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Most companies now understand that new technologies and applications must be implemented in order to upscale business operations. But implementing a data migration of a legacy system into a new system presents a major data quality challenge. Unless the organization has been actively using solutions such as a list matching software or data cleansing solution; there are high chances that the data is flawed, corrupt and erroneous. 

It is, therefore, essential for an organization to invest in data cleansing solutions before implementing any migration plans. The fundamental purpose is to derive usable data from years of outdated data – to make that possible, you have two essential choices: invest in data specialists or data quality solutions. 

The question is, should you hire a team or should you use a software solution?

In this guide, we’ll help you see both sides of the coin so you can make a better judgment call. We’ll be covering important topics as: 

  • The Cost of Poor Data Quality 
  • Common Issues with Data and List Quality 
  • Approaches to Data Quality Issues 
  • Key Features of a List Matching Software 
  • Amec Foster Wheeler Case Study 

Let’s get started. 

The Cost of Poor Data Quality 

Poor data quality refers to data that has duplicates, mismatched names, abbreviations, non-standardized data (NY vs NYC vs New York vs New York City), incomplete zip codes, email addresses etc. 

The cost of poor data quality is staggering. $3.1 trillion is the estimated annual loss in the U.S alone caused by poor data. 

Let’s take the example of Company A, a large-scale construction equipment supplier company with multiple data silos. Their 2020 objective is to move their legacy system into a new cloud system and streamline business processes. 

They were aware of the challenges of their data quality – over the years, data was recorded by multiple departments via multiple tools. With no standardization or centralized data management system in place, the company was in for a significant data cleansing challenge. 

The first step to any data cleansing process lies in conducting an analysis of data lists and identifying key issues. The focus is on lists because data matching solutions work by matching lists of records against each other. The main goal is to remove duplicates, void, null or incomplete data to ensure the company has accurate data when moving into the new system. 

Common Issues with Data List Quality 

Database tables display records in the form of lists. Continuing the example of Company A, chances are there are repeated or duplicated lists, or lists with inaccurate, inconsistent information.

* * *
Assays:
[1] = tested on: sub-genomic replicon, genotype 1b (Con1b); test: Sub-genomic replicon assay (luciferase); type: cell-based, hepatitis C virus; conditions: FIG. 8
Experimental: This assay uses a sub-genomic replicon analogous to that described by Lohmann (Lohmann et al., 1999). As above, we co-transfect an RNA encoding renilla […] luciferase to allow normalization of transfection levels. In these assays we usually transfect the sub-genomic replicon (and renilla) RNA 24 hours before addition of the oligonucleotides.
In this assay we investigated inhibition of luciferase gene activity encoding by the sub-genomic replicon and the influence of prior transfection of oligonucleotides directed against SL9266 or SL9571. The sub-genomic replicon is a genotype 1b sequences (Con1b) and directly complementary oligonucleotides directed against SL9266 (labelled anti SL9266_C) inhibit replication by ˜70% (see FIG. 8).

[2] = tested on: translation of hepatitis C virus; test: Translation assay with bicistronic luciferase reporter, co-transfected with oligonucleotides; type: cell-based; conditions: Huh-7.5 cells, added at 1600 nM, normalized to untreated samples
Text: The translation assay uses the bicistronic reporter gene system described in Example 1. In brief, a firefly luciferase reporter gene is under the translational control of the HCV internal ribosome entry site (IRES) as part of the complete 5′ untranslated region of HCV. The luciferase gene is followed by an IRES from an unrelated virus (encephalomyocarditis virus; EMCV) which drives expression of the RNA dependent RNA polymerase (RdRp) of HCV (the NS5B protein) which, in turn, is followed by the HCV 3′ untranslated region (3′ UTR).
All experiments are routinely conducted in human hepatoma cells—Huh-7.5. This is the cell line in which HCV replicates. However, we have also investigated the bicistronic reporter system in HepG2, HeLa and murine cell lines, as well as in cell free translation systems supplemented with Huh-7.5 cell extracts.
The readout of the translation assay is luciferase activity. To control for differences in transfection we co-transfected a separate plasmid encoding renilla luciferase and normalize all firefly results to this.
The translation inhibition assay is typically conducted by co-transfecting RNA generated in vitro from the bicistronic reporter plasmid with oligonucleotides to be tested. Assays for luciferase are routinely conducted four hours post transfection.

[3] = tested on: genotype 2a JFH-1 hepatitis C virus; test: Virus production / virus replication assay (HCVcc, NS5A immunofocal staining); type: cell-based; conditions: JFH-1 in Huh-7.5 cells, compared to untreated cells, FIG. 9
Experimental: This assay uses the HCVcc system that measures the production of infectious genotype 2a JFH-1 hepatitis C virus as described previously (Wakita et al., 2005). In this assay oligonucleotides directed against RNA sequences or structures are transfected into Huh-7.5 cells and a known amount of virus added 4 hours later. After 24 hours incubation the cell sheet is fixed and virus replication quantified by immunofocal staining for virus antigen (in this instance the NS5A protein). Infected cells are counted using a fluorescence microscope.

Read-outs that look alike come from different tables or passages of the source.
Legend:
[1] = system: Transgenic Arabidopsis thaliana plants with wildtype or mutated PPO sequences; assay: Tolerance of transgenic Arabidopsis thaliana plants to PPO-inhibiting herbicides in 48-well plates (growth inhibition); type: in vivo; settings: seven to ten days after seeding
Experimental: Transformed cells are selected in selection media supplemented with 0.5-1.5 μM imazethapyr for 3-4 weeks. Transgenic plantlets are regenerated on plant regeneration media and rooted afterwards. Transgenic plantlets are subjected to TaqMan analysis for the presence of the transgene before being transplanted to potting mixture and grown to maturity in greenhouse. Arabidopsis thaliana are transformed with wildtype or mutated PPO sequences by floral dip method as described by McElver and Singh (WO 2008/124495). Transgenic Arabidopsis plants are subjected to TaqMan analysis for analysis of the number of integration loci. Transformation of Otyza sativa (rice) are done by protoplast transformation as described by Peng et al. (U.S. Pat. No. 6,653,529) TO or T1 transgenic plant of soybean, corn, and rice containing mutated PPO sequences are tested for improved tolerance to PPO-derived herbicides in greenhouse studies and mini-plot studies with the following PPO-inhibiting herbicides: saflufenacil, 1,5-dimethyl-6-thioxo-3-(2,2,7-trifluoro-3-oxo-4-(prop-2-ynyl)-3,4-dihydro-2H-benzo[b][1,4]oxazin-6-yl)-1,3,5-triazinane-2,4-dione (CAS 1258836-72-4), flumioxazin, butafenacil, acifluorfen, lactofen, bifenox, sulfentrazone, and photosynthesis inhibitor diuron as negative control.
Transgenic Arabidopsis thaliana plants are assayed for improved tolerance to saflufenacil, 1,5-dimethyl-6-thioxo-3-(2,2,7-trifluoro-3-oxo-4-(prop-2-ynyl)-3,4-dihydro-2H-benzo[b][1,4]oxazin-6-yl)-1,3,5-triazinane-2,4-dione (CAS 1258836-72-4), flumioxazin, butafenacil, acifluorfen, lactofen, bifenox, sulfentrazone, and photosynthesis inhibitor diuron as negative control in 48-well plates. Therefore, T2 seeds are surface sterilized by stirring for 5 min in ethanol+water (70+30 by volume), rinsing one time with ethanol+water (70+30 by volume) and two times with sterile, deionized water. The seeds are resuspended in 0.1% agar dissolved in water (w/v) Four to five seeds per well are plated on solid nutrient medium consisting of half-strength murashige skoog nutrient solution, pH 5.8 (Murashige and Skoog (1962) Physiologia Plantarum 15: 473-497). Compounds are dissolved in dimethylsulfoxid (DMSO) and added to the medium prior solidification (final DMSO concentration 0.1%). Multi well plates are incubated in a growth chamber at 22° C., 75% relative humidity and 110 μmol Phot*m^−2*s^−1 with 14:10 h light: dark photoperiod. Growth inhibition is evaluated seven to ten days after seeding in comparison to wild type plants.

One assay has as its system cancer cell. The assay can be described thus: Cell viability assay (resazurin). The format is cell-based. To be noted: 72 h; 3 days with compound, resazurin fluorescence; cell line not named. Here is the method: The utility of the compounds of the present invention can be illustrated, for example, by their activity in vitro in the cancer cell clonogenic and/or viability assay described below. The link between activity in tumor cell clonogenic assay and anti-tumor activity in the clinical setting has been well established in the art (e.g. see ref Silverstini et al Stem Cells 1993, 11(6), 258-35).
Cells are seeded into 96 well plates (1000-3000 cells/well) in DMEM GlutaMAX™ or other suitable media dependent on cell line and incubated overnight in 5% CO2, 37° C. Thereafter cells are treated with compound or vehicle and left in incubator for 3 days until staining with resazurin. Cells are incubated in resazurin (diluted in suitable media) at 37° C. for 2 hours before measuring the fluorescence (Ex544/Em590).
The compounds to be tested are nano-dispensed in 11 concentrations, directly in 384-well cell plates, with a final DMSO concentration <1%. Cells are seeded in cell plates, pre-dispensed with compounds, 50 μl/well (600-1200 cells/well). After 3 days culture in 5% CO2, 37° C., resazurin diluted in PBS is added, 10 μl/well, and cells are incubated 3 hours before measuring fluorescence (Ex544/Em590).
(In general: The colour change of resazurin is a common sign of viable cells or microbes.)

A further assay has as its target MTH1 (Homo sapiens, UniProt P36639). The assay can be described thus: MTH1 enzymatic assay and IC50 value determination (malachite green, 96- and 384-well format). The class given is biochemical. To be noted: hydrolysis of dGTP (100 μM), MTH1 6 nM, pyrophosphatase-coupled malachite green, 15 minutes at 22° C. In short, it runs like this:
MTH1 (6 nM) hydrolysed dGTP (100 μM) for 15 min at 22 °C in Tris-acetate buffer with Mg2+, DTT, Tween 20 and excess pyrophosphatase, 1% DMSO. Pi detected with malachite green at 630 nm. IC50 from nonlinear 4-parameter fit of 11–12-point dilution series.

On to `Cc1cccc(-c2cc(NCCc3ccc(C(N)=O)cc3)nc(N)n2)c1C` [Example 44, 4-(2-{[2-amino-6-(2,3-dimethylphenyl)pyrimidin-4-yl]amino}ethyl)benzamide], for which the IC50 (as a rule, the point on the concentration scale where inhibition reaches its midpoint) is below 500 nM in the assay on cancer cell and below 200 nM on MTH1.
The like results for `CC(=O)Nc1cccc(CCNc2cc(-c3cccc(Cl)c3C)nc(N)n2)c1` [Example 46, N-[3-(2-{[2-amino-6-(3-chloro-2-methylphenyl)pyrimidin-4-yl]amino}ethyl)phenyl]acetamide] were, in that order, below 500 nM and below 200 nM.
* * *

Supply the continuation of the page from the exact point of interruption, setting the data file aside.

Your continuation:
It’s quite obvious that without any set standards or system, sales reps have been updating their lists without focusing on the quality of information. Names may be abbreviated, billing information may have different standards, addresses may not have been updated are some of the most common issues with data lists. 

Let’s take a look at each of these issues in detail. 

List Duplication: This often happens when a customer’s data is recorded twice under a different email address or a name variant. It is also quite possible when the same customer goes by two different names (usually the case with the name change after marriage) and enters conflicting information in a form or in a piece of billing information. If the [name] token is used as a unique identifier in a database, then the information is recorded twice. 

Data Inconsistency: This is a recurring problem with most databases and one that is extremely difficult to resolve. While human error is the cause of most data inconsistency, most of the time, it is the lack of data standardization that causes inconsistencies.  Issues with name variations such as Cath vs Catherine or Carl vs Karl, issues with city name variation such as NYC vs NY are not human errors, rather, they are variations that modern databases have to deal with by implementing standardization. 

Disparate Data: In databases, disparate data refers to unstructured data or data that is distinctly different in type, quality, and character. A good example of this could be airline data – where one customer is represented by multiple data points such as passport number, booking ID, customer ID, and customer name; all stored in multiple databases. The booking database may hold different data. The customer service ticketing system may hold different data. The customer support system may hold different data. If these databases do not share information collectively, there is a significant problem with data quality. All this disparity in data makes it difficult to generate a single consolidated list that may come in need if the airline wants to study their consumer behavior. 

The larger and more complex your database, the higher the chances of it being corrupt or erroneous. 

Approaches to Data Quality Issues 

There are two approaches to resolving data quality issues – either hire a team or invest in a software solution. Most companies prefer to develop an in-house data cleansing solution by employing specialists or by tasking their IT team to do the needful; only to end up being disappointed by delays and the associated cost of investing in people, systems and resources.